A study from l'Université de Montréal's business school HEC Montréal has concluded that the income gap is widening between Quebec and wealthier parts of Canada – and that Quebec could be the poorest province in the country within a decade.
The research conducted by HEC's Centre for Productivity and Prosperity found that between 1978 and 2009 net average household income gains in all other provinces outstripped Quebec's gains.
In 2009, the last year the study looked at, the average resident of Newfoundland and Labrador – traditionally Canada's poorest province – earned just $3,127 less than the average Quebecer, while an Albertan averaged $17,947 more than someone living in Quebec.
"I'm not really surprised...Albertans are earning more than Quebecers. This is something we expected," said the study's author, HEC professor Martin Coiteux. "What is more worrisome is the trend."
If that trend continues, Coiteux said, "within ten years, Quebec would be the poorest province in Canada."
Living costs going up
Quebecers already pay the highest provincial taxes in the country, but they have generally consoled themselves with the belief the cost-of-living is lower in the province.
Coiteux said that is still true, but costs for necessities such as food and housing are increasing faster in Quebec than elsewhere.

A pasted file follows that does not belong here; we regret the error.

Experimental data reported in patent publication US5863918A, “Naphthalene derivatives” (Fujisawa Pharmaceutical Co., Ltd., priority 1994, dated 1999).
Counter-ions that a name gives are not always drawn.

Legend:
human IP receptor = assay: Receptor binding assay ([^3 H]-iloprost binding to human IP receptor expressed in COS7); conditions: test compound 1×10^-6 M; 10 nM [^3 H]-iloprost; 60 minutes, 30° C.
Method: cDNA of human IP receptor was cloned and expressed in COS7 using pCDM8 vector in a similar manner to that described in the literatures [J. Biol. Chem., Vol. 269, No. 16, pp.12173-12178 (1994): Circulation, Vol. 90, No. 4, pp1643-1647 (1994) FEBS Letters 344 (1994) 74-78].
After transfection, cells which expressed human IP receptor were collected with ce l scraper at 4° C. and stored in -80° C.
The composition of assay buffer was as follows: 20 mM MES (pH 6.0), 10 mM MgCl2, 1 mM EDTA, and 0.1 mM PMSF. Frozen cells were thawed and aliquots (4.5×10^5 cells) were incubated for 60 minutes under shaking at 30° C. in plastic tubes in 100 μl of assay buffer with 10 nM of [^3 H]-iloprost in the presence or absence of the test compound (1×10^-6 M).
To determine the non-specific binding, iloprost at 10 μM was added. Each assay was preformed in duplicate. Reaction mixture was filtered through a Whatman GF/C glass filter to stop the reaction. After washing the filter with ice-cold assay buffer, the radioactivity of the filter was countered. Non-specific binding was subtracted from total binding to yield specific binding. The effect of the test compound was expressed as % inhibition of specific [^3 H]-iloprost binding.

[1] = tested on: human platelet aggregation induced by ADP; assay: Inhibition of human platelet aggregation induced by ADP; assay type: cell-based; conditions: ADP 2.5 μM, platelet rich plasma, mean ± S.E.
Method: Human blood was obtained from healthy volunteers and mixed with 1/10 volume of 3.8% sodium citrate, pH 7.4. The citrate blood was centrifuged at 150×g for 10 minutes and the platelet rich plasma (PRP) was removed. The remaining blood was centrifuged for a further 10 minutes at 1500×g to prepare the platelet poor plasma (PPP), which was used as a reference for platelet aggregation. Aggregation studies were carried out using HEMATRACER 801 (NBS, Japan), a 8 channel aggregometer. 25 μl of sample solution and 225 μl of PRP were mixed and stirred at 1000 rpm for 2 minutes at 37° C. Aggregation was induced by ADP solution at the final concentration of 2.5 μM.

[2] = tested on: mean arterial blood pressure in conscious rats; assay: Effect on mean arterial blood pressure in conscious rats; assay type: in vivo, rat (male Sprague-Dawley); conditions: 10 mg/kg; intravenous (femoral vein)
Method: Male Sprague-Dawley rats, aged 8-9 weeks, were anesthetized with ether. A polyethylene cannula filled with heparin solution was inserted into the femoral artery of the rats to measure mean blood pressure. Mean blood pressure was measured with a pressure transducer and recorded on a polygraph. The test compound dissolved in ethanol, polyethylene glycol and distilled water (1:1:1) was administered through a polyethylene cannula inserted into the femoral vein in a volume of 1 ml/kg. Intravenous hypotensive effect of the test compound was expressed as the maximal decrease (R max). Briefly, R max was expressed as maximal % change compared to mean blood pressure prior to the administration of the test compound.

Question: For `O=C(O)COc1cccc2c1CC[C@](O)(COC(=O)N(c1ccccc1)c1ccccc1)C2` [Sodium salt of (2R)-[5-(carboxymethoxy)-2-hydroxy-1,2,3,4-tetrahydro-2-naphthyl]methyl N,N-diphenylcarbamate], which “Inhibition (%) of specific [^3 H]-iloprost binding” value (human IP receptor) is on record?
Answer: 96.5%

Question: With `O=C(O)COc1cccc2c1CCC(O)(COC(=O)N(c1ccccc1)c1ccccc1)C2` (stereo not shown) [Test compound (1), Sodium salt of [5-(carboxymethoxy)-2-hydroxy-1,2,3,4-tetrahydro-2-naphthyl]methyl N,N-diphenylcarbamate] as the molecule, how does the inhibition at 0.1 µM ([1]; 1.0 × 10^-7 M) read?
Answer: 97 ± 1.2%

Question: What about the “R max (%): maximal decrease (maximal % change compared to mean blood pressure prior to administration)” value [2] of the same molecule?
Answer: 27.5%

"This advantage is about to disappear," Coiteux said.
Even with the lower cost of living in Quebec, Quebecers had, on average, $2,891 less to spend than Albertans in 2005. By 2009, Coiteux found that gap had ballooned to $13,352.
Coiteux said fiscal arrangements to redistribute wealth cushion the impact of Quebecers' lower earnings. Because Quebecers take home less money, they pay less in federal taxes and receive more by way of transfer payments from Ottawa.
Study finds productivity is key
Quebec's relative poverty can be blamed fundamentally on its lagging labour productivity, Coiteux said.
Quebecers' rate of participation in the workforce is lower than in other provinces, and people in the province work fewer hours per week, earn less per hour worked – and retire earlier, too.
"It's not that people are not working hard," Coiteux noted. "We are occupying positions that are not paying a lot of money – on average – compared to the richest provinces. And that shows a problem with the qualifications of the labour force."
The challenge, Coiteux added, is "adapting our young people, especially, in terms of their skills, to the kinds of jobs that are paying a high income."
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